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ERIC Number: ED216254
Record Type: RIE
Publication Date: 1981-Aug
Pages: 26
Abstractor: N/A
Reference Count: 0
Perceived Closeness in Adult Sibling Relationships: Origins, Maintenance, and Meaning.
Ross, Helgola G.; Dalton, Mary Jo
Research on adult sibling relationships suggests a concern about the quality of these relationships. The meaning of closeness in sibling relationships across the adult life span, its perceived origins, maintenance, and dynamics, were investigated in a sample of 55 adults ranging in age from 25 to 93 years. Semi-structured interviews with the subjects in small groups elicited perceptions of closeness to siblings, feelings of rivalry, perceptions of critical incidents and their consequences, and changes of feelings and interactions over time. Analyses revealed that most subjects perceived themselves as always having been close to their siblings, some as having grown more or less close over time, and a few as never having been close. Most commonly, closeness was perceived as a childhood development. A variety of factors led interactively to the development of closeness, contributed to its maintenance, and to its transformation of meaning over time. The social factors included norms, values and religious preferences of the culture; familial factors included child-rearing practices and family traditions; structural factors included the number of children in the family, their sex, age spacing, and birth order; personal-interactive factors included sharing of physical space, values, experiences, critical incidents, and developmental tasks; and personal factors included personal characteristics and special interests. The results suggest that sibling closeness differs from intimacy and gains stability from existing within the context of internalized values for family unity and sibling solidarity. (Author/NRB)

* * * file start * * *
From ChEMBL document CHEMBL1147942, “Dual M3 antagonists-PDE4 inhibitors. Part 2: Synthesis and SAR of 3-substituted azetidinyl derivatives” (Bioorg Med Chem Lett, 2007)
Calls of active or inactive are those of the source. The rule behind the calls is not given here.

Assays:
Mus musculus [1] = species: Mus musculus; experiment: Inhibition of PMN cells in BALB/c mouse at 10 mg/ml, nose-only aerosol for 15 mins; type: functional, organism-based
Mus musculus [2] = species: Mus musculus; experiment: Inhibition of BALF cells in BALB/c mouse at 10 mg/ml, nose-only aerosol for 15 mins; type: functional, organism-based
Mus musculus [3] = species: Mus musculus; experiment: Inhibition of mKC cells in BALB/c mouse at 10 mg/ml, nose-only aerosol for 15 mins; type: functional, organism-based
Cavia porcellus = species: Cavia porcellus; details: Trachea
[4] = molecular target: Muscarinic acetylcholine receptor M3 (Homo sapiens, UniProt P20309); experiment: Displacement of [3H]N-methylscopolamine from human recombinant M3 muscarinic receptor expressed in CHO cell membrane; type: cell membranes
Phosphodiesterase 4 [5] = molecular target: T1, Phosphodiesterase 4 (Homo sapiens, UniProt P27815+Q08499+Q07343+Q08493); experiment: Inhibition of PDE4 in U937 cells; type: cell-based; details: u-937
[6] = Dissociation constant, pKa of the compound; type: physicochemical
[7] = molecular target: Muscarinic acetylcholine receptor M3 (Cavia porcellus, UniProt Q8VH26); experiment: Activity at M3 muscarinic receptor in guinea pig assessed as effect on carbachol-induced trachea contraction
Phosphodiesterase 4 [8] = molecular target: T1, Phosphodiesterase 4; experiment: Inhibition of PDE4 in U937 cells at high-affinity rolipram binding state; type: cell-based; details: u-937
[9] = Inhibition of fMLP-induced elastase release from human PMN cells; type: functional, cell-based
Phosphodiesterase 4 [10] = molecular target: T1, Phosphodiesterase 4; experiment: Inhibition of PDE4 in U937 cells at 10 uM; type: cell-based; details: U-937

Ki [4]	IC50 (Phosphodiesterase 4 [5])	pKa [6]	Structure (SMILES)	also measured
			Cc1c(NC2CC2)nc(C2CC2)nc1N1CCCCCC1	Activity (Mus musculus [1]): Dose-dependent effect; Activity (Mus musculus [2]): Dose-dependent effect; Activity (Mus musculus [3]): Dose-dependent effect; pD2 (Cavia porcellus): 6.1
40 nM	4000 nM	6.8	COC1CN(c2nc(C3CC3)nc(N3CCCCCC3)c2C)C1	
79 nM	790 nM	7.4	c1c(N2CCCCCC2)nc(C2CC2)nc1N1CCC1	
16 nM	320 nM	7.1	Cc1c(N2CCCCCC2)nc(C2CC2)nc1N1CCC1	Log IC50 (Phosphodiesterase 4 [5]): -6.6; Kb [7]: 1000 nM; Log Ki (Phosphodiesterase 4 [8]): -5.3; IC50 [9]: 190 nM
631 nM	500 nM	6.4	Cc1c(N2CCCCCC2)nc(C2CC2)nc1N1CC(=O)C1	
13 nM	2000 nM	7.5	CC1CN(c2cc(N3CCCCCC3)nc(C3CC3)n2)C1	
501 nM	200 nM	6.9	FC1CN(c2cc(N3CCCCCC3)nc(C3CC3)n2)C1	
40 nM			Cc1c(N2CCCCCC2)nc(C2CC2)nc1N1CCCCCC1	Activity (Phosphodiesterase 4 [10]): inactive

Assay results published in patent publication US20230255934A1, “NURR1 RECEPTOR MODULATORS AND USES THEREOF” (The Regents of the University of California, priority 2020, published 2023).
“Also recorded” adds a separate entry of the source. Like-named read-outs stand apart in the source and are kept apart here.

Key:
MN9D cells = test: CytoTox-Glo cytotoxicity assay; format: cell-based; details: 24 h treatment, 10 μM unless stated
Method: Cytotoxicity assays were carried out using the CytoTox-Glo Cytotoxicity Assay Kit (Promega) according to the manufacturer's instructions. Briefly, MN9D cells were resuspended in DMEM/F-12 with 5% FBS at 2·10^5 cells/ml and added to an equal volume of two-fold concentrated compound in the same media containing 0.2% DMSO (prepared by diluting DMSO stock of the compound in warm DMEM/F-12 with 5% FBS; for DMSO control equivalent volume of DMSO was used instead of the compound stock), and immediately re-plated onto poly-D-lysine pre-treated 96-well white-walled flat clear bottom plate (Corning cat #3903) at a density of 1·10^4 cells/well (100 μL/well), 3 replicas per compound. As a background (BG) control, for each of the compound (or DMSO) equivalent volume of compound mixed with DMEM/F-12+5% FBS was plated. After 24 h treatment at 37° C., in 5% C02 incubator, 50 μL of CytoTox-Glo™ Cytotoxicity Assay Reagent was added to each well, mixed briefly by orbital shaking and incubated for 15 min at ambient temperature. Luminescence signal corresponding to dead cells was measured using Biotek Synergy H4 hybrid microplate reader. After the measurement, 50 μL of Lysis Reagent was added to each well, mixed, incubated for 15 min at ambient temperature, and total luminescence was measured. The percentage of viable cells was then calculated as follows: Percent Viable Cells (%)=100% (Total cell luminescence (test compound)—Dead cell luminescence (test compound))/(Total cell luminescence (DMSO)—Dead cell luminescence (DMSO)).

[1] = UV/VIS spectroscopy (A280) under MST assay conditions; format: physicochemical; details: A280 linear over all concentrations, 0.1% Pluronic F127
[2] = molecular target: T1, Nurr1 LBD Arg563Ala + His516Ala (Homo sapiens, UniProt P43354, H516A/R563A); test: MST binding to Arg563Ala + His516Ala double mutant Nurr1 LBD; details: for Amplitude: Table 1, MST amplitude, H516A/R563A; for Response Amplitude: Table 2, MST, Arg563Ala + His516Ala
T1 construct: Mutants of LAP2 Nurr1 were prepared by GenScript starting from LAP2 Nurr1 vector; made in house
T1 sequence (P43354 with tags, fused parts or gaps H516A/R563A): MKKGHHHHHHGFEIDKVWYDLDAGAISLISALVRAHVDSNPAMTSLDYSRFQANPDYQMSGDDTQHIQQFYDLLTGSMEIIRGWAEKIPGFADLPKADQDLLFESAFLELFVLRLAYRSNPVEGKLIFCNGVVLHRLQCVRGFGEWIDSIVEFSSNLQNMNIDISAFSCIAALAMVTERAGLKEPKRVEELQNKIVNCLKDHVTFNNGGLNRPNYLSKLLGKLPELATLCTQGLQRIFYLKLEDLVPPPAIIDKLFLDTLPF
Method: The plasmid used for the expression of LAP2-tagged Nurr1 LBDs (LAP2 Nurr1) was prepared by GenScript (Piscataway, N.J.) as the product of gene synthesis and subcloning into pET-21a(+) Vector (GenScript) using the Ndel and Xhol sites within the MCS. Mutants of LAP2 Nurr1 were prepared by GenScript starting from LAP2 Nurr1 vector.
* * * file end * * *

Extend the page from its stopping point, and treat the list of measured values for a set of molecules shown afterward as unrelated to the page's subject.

Publication Type: Reports - Research; Speeches/Meeting Papers
Education Level: N/A
Audience: N/A
Language: English
Sponsor: N/A
Authoring Institution: N/A
Identifiers: Intimacy
Note: Paper presented at the Annual Convention of the American Psychological Association (89th, Los Angeles, CA, August 24-26, 1981).